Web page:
Thursday, July 30, 2009

What a hypocrite..

Partriarch Kirill, in an extended TV appearance on Ukrainian television on Tuesday, spoke of the dangers of a consumerist society, the dangers of rampant greed, the fleeting satisfaction of acquiring expensive material goods and baubles..the sinfulness of inequality of wealth in society...impetuous consumption..and so on..

" is very important to learn Christian аsceticism," he said. "Аsceticism is not about living in a cave, аsceticism is also an ability to regulate ideas and the condition of the heart. Asceticism is the victory of a person over lust, over passions, over instinct. And it is important, that this quality be possessed by both rich and poor.. we should learn to control our instincts, our passions. And then the civilisation which we will construct will not be a consumer[ist] civilization..."

p.s. asceticism - "an austere, simple way of life in which persons renounce material pleasures and devote their energy to moral or religious purpose"

p.p.s. - see previous post..

Tuesday, July 28, 2009

Give us today our daily bread... and a $30K wristwatch..

Patriarch Kirill of Moscow and All Russia is currently on a lengthy and controversial visit to Ukraine.

It seems he likes expensive wristwatches..

p.s. President Barack Obama's favourite watch costs about 100 times less...

p.p.s. is easier for a camel to go through the eye of a needle than for a rich man to enter the kingdom of God...

Monday, July 13, 2009

Russian bikers 'invade' Crimea - with Putin's blessing

A couple of days ago I read good piece of analysis from a recent "Harvard International Review", by Andreas Umland. [Thanks UkrToday] It includes this passage:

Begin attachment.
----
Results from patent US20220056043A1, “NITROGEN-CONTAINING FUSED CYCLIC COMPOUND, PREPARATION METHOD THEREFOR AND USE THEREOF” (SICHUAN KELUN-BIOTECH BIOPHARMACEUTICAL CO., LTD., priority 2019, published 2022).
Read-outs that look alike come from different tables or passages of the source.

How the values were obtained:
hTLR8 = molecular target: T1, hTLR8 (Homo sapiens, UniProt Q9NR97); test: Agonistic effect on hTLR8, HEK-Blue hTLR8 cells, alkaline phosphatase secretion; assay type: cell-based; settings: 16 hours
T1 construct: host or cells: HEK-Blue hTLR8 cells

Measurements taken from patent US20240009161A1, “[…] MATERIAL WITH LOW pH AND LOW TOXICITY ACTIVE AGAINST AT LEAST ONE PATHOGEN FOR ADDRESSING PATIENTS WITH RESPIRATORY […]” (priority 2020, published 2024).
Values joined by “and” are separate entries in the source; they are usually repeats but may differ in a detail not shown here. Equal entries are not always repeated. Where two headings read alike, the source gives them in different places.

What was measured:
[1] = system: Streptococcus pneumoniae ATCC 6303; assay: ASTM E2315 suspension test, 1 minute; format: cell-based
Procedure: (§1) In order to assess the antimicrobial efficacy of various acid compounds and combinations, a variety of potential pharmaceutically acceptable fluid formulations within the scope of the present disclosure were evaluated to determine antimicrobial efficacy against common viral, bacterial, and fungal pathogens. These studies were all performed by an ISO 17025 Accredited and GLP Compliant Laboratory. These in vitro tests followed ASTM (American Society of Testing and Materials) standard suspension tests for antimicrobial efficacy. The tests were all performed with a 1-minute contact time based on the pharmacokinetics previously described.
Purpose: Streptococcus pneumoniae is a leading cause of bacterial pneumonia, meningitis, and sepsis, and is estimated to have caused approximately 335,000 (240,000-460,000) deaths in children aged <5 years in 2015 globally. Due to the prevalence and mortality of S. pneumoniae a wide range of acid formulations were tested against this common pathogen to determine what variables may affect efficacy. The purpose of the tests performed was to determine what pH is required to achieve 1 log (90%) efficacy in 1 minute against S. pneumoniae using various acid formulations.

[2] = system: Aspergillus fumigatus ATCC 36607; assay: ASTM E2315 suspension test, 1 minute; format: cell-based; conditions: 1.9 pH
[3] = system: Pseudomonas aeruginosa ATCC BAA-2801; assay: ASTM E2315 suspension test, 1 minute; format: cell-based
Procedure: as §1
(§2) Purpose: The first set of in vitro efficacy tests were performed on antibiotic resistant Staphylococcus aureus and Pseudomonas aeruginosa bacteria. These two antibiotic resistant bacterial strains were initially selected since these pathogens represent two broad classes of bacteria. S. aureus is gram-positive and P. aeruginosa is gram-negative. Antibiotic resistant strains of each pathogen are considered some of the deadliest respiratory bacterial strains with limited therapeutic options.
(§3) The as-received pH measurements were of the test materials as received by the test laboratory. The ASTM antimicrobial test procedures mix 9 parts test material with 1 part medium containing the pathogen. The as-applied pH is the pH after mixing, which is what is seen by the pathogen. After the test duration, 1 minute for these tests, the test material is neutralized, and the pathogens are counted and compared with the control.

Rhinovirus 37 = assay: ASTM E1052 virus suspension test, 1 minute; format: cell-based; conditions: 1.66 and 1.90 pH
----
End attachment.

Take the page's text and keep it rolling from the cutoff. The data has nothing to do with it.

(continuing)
" 2008, the Moscow leadership demonstrated in Georgia – not the least to Kiev - that it is prepared to use military force to defend vital interests in her "near abroad." Many Russian politicians have let it be known, in public, that the Crimea’s majority Russian ethnic makeup places the peninsula within Moscow's natural sphere of influence. Some even see Crimea as a part of Russia's historic territory."

Today 'Segodnya' carries this article which I've loosely translated:

"Biker's rally in Crimea seen off by a leather-jacketed Putin

Russian bikers stage their [motorcycle] rally in Sevastopol

Russian bikers held the main event of the Russian motorcycle world calendar, their 13th [annual] biker show, for the first time, in Crimea. For many years, with support of the authorities and hundreds admirers, its home had been in the Kaliningrad region of Russia where it had become a huge event. This year it was decided to commemorate the 65th anniversary of the liberation of Sevastopol and stage it in Crimea, where up to about 7 thousand bikers took part.

Besides Ukrainians, and organizers of the event - Russians, children from many countries also participated. From Russia they brought a flag which was handed to them by Prime Minister Vladimir Putin. In general the dominant theme of the rally was ideological. Appeals for unity of all Slavs were constantly aired, including during a performance on stage by well-known Russian 'rocker' Konstantin Kintchev.

The leader of one of Russian biker gangs, Andrey Septenok, nicknamed Hans, shared his impressions of the event with 'Segodnya'. "We left Moscow on July7th. Putin himself came to the biker centre to see us off. He appeared in a leather jacket and 'shades'. He wrote a card of greeting and presented us with a flag. It lifted everyone's spirits! We travelled for three days to Sevastopol - through Kursk, Belgorod, Zaporozhye arriving on the night of the 10th in Sevastopol.